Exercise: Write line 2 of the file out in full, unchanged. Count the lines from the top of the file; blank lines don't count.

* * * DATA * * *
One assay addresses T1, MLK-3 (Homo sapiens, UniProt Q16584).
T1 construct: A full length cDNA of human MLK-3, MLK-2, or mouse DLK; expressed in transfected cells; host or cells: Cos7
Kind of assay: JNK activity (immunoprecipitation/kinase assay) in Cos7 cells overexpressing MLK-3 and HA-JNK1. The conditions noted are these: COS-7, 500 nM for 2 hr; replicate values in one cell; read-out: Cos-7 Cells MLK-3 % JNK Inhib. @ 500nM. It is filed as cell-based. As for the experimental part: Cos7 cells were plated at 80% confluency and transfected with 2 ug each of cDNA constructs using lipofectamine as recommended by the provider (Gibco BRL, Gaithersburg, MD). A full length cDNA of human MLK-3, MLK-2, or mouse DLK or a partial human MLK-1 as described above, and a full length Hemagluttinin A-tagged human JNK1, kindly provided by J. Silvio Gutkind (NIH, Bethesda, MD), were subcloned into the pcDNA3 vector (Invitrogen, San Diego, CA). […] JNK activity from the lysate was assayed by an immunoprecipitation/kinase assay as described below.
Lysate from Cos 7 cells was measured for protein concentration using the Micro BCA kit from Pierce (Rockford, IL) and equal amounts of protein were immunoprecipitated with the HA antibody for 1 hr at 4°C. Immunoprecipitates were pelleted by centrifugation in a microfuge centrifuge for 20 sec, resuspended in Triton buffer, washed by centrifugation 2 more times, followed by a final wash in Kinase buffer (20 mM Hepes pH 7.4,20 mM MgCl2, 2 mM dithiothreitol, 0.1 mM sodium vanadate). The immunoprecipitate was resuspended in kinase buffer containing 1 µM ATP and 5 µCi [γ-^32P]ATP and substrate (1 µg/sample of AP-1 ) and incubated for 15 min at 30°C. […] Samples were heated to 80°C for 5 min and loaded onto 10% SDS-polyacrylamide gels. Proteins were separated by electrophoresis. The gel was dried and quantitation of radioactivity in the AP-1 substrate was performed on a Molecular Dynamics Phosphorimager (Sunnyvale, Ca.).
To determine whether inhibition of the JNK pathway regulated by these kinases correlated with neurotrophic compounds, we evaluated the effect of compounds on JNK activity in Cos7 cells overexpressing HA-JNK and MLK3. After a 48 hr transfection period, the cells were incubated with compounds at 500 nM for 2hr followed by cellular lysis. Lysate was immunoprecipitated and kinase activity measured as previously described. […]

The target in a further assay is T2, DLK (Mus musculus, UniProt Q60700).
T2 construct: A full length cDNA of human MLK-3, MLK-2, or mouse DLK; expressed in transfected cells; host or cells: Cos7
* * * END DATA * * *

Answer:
T1 construct: A full length cDNA of human MLK-3, MLK-2, or mouse DLK; expressed in transfected cells; host or cells: Cos7